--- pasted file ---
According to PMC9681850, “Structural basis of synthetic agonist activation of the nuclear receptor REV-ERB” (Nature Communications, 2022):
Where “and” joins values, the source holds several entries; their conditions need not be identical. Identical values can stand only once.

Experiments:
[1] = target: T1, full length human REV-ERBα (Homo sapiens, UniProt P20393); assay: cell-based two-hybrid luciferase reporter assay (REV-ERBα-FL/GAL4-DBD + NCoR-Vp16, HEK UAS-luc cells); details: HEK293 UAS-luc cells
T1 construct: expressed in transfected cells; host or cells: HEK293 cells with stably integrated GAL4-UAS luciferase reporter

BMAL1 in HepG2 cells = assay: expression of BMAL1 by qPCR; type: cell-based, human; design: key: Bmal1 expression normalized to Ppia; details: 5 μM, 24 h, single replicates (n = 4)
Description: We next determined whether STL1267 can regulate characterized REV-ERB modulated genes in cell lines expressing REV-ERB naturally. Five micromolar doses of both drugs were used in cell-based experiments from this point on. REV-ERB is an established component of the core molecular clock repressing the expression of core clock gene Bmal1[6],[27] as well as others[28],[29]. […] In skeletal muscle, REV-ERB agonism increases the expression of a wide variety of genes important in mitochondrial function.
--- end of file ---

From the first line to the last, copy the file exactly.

According to PMC9681850, “Structural basis of synthetic agonist activation of the nuclear receptor REV-ERB” (Nature Communications, 2022):
Where “and” joins values, the source holds several entries; their conditions need not be identical. Identical values can stand only once.

Experiments:
[1] = target: T1, full length human REV-ERBα (Homo sapiens, UniProt P20393); assay: cell-based two-hybrid luciferase reporter assay (REV-ERBα-FL/GAL4-DBD + NCoR-Vp16, HEK UAS-luc cells); details: HEK293 UAS-luc cells
T1 construct: expressed in transfected cells; host or cells: HEK293 cells with stably integrated GAL4-UAS luciferase reporter

BMAL1 in HepG2 cells = assay: expression of BMAL1 by qPCR; type: cell-based, human; design: key: Bmal1 expression normalized to Ppia; details: 5 μM, 24 h, single replicates (n = 4)
Description: We next determined whether STL1267 can regulate characterized REV-ERB modulated genes in cell lines expressing REV-ERB naturally. Five micromolar doses of both drugs were used in cell-based experiments from this point on. REV-ERB is an established component of the core molecular clock repressing the expression of core clock gene Bmal1[6],[27] as well as others[28],[29]. […] In skeletal muscle, REV-ERB agonism increases the expression of a wide variety of genes important in mitochondrial function.